Titanium is very stable in the air at room temperature. […]
Titanium is very stable in the air at room temperature. When heated to 400-550°C, a firm oxide film is formed on the surface to protect it from further oxidation. Titanium has a strong ability to absorb oxygen, nitrogen, and hydrogen. This type of gas is a very harmful impurity to metallic titanium. Even a small amount (0.01% to 0.005%) can seriously affect its mechanical properties. Among titanium compounds, titanium dioxide (TiO2) has the most practical value. Ti02 is inert to the human body, non-toxic, and it has a series of excellent optical properties. Ti02 is opaque, has high gloss and whiteness, high refractive index and scattering power, strong hiding power, and good dispersibility. The pigment made is white powder, commonly known as titanium dioxide, and is widely used. The appearance of titanium rods is very similar to steel, with a density of 4.51 g/cm3, which is less than 60% of steel. It is the lowest density metal element among refractory metals. The mechanical properties of titanium, which are generally called mechanical properties, are closely related to purity. High-purity titanium has excellent machining properties, good elongation and reduction of area, but low strength, which is not suitable for structural materials. Industrial pure titanium contains an appropriate amount of impurities, has high strength and plasticity, and is suitable for making structural materials.
Titanium alloy has low strength and high plasticity, medium strength and high strength, ranging from 200 (low strength) to 1300 (high strength) MPa, but in general, titanium alloys can be regarded as high strength alloys. They are stronger than aluminum alloys that are considered to be medium-strength, and can completely replace certain types of steel in terms of strength. Compared with the rapid decline in strength of aluminum alloys at temperatures above 150°C, some titanium alloys can still maintain good strength at 600°C. The dense metal titanium is highly valued by the aviation industry because of its lighter weight, higher strength than aluminum alloy, and its ability to maintain higher strength than aluminum at high temperatures. In view of the density of titanium being 57% of steel, its specific strength (strength/weight ratio or strength/density ratio is called specific strength) is high, corrosion resistance, oxidation resistance, and fatigue resistance are all strong. 3/4 of titanium alloy is used as Structural materials represented by aviation structural alloys, one-fourth of them are mainly used as corrosion-resistant alloys. Titanium alloy has high strength, low density, good mechanical properties, toughness and corrosion resistance. In addition, titanium alloys have poor process performance and are difficult to cut. In hot processing, it is very easy to absorb impurities such as hydrogen, oxygen, nitrogen, and carbon. There is also poor abrasion resistance and complex production processes. Industrial production of titanium began in 1948. The development of the aviation industry requires the titanium industry to develop at an average annual growth rate of about 8%. At present, the world's annual output of titanium alloy processing materials has reached more than 40,000 tons. There are nearly 30 types of titanium alloy grades. The most widely used titanium alloys are Ti-6Al-4V (TC4)'Ti-5Al-2.5Sn (TA7) and industrial pure titanium (TA1, TA2 and TA3).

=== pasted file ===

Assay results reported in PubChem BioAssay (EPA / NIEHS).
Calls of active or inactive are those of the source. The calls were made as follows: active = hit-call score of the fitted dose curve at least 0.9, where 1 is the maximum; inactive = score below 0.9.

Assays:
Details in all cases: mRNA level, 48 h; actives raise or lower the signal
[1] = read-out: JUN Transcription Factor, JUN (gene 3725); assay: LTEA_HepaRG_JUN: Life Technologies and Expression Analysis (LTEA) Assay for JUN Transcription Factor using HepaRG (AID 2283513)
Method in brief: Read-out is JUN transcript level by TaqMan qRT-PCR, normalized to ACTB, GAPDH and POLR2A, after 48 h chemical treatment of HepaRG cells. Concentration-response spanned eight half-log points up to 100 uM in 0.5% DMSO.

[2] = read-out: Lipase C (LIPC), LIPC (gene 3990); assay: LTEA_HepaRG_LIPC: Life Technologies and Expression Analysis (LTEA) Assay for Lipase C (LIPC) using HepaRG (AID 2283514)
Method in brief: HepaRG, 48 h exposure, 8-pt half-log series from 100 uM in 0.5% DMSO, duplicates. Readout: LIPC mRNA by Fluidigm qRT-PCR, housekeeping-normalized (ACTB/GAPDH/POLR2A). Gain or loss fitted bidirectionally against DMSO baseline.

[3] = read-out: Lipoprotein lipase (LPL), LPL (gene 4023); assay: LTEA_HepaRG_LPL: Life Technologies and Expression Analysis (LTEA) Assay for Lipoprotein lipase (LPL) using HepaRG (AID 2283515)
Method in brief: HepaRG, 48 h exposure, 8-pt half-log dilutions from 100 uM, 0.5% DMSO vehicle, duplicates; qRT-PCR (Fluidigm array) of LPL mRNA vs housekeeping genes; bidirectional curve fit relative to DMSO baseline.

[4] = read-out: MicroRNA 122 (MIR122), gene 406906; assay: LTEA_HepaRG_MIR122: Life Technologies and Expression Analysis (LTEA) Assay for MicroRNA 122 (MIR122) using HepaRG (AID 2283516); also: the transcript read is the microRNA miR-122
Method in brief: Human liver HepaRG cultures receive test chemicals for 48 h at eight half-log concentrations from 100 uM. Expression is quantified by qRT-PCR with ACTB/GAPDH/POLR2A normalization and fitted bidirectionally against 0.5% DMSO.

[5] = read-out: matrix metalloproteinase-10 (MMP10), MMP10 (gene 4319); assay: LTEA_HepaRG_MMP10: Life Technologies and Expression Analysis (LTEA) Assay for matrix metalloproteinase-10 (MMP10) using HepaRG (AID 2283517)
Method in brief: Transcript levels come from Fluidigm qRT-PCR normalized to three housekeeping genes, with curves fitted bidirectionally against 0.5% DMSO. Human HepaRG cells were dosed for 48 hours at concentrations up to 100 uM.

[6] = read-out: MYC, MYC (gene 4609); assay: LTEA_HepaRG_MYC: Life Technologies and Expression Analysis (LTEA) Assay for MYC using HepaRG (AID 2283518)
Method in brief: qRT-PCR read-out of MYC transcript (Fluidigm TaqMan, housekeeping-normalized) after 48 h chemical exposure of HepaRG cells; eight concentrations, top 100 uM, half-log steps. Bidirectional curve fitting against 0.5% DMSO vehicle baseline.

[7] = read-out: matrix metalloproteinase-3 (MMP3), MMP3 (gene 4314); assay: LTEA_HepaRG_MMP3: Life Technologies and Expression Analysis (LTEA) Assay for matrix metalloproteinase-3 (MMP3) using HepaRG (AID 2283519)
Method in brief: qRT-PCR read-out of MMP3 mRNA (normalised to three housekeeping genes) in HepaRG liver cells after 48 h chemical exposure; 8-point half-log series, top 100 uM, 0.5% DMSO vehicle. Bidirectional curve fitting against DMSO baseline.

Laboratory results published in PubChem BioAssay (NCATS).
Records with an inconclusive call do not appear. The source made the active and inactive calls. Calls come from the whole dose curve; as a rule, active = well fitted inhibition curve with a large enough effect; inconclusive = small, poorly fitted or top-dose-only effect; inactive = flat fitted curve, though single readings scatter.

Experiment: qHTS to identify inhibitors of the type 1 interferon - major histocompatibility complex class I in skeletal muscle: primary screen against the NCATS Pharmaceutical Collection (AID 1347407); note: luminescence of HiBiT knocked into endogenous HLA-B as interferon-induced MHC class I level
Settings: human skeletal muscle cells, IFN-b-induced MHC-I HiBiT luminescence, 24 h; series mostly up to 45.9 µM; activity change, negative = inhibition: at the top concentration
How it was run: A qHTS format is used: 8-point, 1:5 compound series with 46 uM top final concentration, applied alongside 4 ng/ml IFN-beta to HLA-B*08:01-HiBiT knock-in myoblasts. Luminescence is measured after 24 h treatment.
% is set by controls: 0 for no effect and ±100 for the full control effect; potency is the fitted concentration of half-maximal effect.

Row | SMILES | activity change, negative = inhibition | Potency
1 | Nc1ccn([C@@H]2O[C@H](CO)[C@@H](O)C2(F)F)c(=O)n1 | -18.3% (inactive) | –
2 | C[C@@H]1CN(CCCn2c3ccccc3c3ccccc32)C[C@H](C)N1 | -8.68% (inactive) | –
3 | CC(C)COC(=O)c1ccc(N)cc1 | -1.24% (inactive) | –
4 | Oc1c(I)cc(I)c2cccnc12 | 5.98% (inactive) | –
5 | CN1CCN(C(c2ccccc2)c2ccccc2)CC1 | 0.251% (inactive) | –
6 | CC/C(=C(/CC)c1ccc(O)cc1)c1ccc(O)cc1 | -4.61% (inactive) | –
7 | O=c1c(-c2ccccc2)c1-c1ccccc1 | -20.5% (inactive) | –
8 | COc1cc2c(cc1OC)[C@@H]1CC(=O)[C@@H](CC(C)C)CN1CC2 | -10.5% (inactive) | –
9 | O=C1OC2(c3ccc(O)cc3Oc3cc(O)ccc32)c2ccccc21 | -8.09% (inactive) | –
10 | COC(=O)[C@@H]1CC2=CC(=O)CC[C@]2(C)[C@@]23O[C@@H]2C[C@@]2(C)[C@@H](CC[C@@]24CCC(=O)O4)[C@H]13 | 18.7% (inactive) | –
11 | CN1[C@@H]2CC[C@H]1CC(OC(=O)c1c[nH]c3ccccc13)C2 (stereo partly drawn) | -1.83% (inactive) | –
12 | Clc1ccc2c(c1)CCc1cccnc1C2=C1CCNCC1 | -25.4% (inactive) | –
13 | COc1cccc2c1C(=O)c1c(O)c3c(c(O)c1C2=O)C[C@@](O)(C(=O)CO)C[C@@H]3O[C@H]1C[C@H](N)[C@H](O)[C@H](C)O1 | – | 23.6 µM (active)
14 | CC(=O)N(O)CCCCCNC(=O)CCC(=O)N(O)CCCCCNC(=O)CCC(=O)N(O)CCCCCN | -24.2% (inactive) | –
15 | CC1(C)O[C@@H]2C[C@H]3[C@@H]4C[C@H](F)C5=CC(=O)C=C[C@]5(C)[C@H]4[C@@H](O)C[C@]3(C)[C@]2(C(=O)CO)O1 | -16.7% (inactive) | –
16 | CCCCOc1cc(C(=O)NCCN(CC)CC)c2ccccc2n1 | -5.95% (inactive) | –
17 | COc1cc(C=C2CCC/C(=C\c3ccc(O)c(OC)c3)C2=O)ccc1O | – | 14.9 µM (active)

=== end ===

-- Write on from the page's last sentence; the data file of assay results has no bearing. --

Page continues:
There are three kinds of heat treatment processes for titanium rods and titanium alloy rods:
1) Solution treatment and aging: The purpose is to improve its strength. α titanium alloy and stable β titanium alloy cannot be strengthened by heat treatment, and only annealing is carried out in production. α+β titanium alloy and metastable β titanium alloy containing a small amount of α phase can further strengthen the alloy through solution treatment and aging.
2) Stress relief annealing: the purpose is to eliminate or reduce the residual stress generated during the processing. Prevent chemical attack and reduce deformation in some corrosive environments.
3) Complete annealing: The purpose is to obtain good toughness, improve processing performance, facilitate reprocessing and increase the stability of size and structure.